On-chain data suggests the Bitcoin “Miner Price” metric has fallen under the BTC Electrical Cost. Here’s what happened next the last few times.

Bitcoin Miner Price Has Declined Below Electrical Cost For Fifth Time Ever

In a new post on X, Capriole Investments founder Charles Edwards has pointed out a development that has recently occurred in the situation of the Bitcoin miners.

There are two relevant indicators here: Electrical Cost and Miner Price. The first measures the total daily cost that miners have to incur in electricity bills to mine 1 BTC.

The second one, the Miner Price, keeps track of the revenue that 1 BTC provides to the miners. This cohort earns their mining revenue through two modes: the block rewards and the transaction fees.

The former is paid out in BTC at a more or less constant rate, so its value is only dependent on the cryptocurrency’s price. As such, a single token from the block rewards would contribute a value equal to the current spot price to the miners’ total revenue.

The transaction fees don’t work so simply, as their value reflects the amount of traffic the network receives. The fees tend to stay low in times of little activity, as users don’t have much incentive to attach high amounts.

During periods of congestion, though, the network prioritizes only the high-fees transactions, as there is only a limited capacity to handle transfers. Thus, senders don’t have a choice of paying a low fee if they want their moves through in a reasonable amount of time.

Since the Miner Price considers the total revenue contributed by just 1 BTC, the transaction fees associated with 1 token would be required. Edwards’ metric has divided the total transaction fees by the total amount of BTC being mined.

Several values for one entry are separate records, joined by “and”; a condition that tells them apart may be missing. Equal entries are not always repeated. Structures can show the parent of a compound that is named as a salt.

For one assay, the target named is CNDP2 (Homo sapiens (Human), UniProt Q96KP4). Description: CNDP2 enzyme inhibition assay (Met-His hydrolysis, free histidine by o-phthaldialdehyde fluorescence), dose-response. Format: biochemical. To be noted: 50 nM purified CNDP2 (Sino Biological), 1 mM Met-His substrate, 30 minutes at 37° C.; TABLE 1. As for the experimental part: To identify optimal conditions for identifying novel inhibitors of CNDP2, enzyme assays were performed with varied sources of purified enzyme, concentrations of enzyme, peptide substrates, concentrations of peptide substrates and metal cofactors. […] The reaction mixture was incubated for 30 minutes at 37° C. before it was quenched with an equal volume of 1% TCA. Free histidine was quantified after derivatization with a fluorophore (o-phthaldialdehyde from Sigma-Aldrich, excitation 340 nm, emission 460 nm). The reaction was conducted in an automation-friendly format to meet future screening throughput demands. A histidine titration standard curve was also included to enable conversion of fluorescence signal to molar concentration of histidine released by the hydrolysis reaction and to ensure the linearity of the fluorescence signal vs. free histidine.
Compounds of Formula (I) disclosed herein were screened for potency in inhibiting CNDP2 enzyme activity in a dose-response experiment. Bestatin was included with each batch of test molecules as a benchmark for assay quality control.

This is because the transaction fees are only given out by the Bitcoin network alongside the block rewards when the miners add the next block to the chain (with this fee naturally being the amount the transactions contained within the block had paid out to the network).

Thus, this fee revenue could be assumed to be associated with the BTC amount given out in the block rewards alongside them (at present, this is 3.125 BTC). As such, the revenue associated with just one 1 BTC would be the ratio of the fees to this number.

Now, here is a chart that shows the trend in the Bitcoin Electrical Cost and Miner Price over the last decade:

Bitcoin Miner Price & Electrical Cost

The two metrics appear to have crossed in recent days | Source: @caprioleio on X

The graph shows that the Bitcoin Miner Price has recently declined under the Electrical Cost, meaning miners aren’t making enough revenue from 1 BTC to pay the electricity costs needed to mine it.

The analyst has highlighted the previous instances of this rare trend in the chart. The cryptocurrency’s price appears to have observed some sharp bullish momentum whenever the miners have been under such distress.

It now remains to be seen how Bitcoin will behave in the future, given that the asset has once again witnessed this trend.

BTC Price

Bitcoin had surged above the $66,000 level earlier, but the asset appears to have retraced some of this recovery as its price is now trading around $64,800.

Bitcoin Price Chart

Looks like the price of the coin has seen overall bullish momentum over the past day | Source: BTCUSD on TradingView

Featured image from Kanchanara on Unsplash.com, Capriole.com, chart from TradingView.com

Disclaimer: The article is provided for educational purposes only. It does not represent the opinions of NewsBTC on whether to buy, sell or hold any investments and naturally investing carries risks. You are advised to conduct your own research before making any investment decisions. Use information provided on this website entirely at your own risk.

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